Most of my writing energy has been going into the application for Yeshivat Hadar, an intensive summer Talmud study. My parents offered to take a look at what I’d written, help me polish it. In one place they ask for a page-long summary of your spiritual life to date, something I’ve never really articulated before. Tateh just stopped on that a while; I think he got a bit choked up. I’d never realized how hard it would be to write about my experience of Judaism; it was intensely personal, and it was hard to know what to put in and what to leave out to make a clear picture. I ended up leaving out a lot of things that felt really important to me, and the whole time, I was balanced on a knifepoint between what felt true to me and how it would be read by these people who know me and know my parents. But it ended up being a very powerful writing experience for me.

After a year of feeling dead in the water, I now have too much going on. I’m trying really hard to stay open to it all, to keep putting in energy. And hopefully, it will bear fruit.

Writing Class II: Bride of Writing Class

Yesterday was my first class for the new semester at Gotham, and it couldn’t be more different from the old class, although it promises to be just as good or better. There are twice as many students, and whereas the last class was mainly young professionals with very little writing experience, this semester the students are mainly middle-aged or well into their golden years, and promise to really raise the bar: former English teachers, retired journalists, a female mathematician, a poetry MFA and a couple of ad executives who keep their skills sharp by doing their own writing on the side. I’m going to be working extra hard to come in with stories that’ll be up to their level.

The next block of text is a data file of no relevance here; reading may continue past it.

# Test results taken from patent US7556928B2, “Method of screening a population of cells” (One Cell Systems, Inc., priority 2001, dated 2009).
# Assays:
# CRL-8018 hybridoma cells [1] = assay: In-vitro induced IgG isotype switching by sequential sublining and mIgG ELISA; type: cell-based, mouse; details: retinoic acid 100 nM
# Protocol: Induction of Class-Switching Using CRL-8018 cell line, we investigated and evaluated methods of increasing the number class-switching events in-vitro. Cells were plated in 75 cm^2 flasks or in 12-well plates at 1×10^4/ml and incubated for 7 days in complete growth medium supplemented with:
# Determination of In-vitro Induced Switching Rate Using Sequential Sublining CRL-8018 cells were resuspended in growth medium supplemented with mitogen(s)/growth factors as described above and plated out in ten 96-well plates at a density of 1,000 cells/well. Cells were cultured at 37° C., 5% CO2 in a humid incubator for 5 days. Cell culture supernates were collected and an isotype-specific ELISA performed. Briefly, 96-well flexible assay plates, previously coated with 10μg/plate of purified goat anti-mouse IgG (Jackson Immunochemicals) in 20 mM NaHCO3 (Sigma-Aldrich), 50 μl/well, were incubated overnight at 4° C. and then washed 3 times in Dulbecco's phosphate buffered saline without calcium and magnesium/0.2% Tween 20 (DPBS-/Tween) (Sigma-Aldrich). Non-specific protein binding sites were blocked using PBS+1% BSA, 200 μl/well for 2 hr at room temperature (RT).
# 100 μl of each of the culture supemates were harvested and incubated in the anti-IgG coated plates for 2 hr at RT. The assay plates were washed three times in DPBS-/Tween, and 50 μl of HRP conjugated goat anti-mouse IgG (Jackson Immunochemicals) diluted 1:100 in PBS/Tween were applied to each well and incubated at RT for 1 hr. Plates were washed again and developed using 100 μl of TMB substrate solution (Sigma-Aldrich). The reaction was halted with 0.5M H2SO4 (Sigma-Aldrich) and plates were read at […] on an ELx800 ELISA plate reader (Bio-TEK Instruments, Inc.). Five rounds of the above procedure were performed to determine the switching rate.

The teacher, Jacob, really knows his stuff and how to impart it. He’s also on a quest to get as many of his students as possible into MFA programs. It felt wonderful to be able to ask him questions about good programs I hadn’t heard of before, and what I need to do and not worry about in terms of applying. I just hope I didn’t irritate him; it’s hard to gauge people you’ve just met. But like I said, a really sweet person, and I think I can learn a lot from him.